The biggest unscripted series to premiere in the last five years, "The Masked Singer" offers all the octave-spanning vocal theatrics of other popular music-oriented series with the sort of hyper-caffeinated goofiness that is often instrumental in generating buzz. Viewers who tune in to guess which celebrity crooner is belting out tunes while disguised as a bondage-gear bunny or a deer from a Hieronymus Bosch hellscape are also treated to the showbiz panel's hilariously inane banter. (After proposing that President Barack Obama may be lurking inside the garish Pineapple Man costume—the mystery celeb is later revealed to be the octogenarian stoner comic Tommy Chong—Jenny McCarthy is upstaged by Ken Jeong's suggestion that the Poodle is 85-year-old U.S. Supreme Court Justice Ruth Bader Ginsburg. Perhaps Tommy Chong is not the only one who's been sparking the bong.)

Fox's daffy new sensation leads a pack of other recent unscripted efforts that have caught the fancy of those who still watch ad-supported TV. Also earning its place among the season's highest-rated newbies are NBC's spinoff of its summer flagship, "America's Got Talent: The Champions," which averaged 10.1 million viewers and a 1.7 rating as a fill-in for the seemingly deathless "The Voice," and the Peacock's Dwayne Johnson-hosted "The Titan Games" (5.17 million viewers, 1.4 rating).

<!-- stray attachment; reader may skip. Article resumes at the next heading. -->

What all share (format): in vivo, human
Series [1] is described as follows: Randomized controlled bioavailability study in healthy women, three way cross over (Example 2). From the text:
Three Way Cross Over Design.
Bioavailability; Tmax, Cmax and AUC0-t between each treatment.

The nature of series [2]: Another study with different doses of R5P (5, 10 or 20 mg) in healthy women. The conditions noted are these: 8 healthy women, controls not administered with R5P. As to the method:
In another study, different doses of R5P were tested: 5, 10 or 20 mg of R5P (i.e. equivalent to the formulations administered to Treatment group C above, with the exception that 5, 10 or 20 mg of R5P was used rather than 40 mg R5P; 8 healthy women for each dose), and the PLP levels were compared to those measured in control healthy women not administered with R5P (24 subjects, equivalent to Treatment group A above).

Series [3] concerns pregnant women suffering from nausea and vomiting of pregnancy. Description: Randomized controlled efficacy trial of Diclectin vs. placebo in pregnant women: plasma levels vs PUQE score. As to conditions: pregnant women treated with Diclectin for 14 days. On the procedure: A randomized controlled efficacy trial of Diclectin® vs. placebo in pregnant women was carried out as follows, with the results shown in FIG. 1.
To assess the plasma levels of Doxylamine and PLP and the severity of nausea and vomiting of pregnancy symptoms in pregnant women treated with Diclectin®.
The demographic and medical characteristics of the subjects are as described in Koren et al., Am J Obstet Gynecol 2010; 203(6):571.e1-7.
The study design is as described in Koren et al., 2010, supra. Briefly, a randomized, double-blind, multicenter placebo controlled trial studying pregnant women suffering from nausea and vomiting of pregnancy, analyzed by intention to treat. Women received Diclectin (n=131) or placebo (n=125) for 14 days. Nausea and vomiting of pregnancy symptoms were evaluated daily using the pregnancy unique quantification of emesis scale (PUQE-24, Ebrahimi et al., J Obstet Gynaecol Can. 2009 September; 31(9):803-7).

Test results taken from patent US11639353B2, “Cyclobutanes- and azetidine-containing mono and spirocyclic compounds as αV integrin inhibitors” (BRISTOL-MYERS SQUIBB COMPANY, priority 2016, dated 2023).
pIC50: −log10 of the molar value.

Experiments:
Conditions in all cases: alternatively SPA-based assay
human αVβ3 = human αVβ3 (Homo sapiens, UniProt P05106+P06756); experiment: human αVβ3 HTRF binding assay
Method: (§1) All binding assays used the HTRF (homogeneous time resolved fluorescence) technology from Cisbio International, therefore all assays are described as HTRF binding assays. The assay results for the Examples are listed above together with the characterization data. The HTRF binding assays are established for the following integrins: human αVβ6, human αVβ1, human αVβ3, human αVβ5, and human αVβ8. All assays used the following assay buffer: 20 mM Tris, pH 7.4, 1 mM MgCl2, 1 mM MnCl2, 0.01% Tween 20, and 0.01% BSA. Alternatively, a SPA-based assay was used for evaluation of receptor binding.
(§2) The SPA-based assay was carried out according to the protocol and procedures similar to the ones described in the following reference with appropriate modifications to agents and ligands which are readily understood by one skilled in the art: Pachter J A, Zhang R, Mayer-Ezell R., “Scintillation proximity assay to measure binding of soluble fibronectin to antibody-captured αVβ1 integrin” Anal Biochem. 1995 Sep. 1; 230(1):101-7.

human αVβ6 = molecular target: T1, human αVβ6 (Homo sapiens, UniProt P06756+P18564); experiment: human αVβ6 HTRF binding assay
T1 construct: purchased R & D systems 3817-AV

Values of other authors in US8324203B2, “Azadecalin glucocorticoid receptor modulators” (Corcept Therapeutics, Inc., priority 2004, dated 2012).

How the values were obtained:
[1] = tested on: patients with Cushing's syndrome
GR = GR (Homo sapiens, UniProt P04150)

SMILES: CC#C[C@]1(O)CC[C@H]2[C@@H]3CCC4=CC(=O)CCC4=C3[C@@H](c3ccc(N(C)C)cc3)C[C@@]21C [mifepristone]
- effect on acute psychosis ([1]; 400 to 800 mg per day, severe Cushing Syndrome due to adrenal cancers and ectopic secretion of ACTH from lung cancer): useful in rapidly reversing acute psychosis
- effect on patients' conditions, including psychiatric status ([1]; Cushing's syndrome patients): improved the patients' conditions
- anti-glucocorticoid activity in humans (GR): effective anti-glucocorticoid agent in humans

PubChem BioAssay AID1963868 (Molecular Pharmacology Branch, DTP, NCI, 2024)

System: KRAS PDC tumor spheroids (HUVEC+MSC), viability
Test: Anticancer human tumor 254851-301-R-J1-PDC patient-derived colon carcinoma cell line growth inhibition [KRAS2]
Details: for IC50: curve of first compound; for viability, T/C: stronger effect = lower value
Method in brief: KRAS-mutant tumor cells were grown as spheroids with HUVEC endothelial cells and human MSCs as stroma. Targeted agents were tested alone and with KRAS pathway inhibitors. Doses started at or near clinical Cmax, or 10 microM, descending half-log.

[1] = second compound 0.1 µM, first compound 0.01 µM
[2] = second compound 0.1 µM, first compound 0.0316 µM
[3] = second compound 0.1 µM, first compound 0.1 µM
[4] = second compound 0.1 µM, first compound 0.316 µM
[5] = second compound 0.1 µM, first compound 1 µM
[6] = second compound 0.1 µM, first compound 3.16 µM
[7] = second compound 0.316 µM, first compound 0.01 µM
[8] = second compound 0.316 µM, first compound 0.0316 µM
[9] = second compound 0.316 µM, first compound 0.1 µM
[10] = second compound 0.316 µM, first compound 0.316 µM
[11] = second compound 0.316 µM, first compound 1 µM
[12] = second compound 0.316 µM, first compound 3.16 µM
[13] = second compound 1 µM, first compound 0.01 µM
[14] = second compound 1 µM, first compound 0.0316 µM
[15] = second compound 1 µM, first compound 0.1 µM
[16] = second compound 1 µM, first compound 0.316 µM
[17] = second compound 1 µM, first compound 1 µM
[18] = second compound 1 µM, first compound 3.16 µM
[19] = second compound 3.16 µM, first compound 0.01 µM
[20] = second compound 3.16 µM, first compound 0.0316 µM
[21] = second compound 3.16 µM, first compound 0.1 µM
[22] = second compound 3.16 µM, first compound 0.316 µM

Naturally, not every freshman competition series is guaranteed to make a splash with viewers. After premiering in the plum Super Bowl LIII lead-out slot to 22.2 million viewers and a 7.0 rating, CBS' "The World's Best" has eked out a 0.8 in the 18-to-49 demo and a 1.2 among the 25-to-54 set. "The Masked Singer" is decidedly more popular with Gen Xers than is "The World's Best"; with a median age of 49.4 years, the Fox audience skews nearly 11 years younger than those who tune in to CBS during the Wednesday 9 p.m. time slot.

Live and let die

Beginning this October, Fox on Friday nights will air "SmackDown Live," a two-hour WWE wrestling showcase designed to attract a more apple-cheeked cohort of male viewers. Fox's current Friday night lineup scares up an audience with a median age just shy of 57—rather creaky given that any viewer who's reached the half-century mark is wholly invisible to the network's advertisers. Wrasslin' should bring those numbers down into the more mature end of the millennial spectrum.

The WWE show will nestle between Fox's "Thursday Night Football" package and its Saturday college football coverage, which eliminates the need for six hours of entertainment programming on the network's fall schedule. And because Fox isn't burdened by the necessity of broadcasting at 10 p.m., an hour that now delivers a paltry 0.8 rating across CBS, NBC and ABC, those three nights of live sports/sports-adjacent fare whittle its original series obligations down to the aforementioned very manageable eight hours.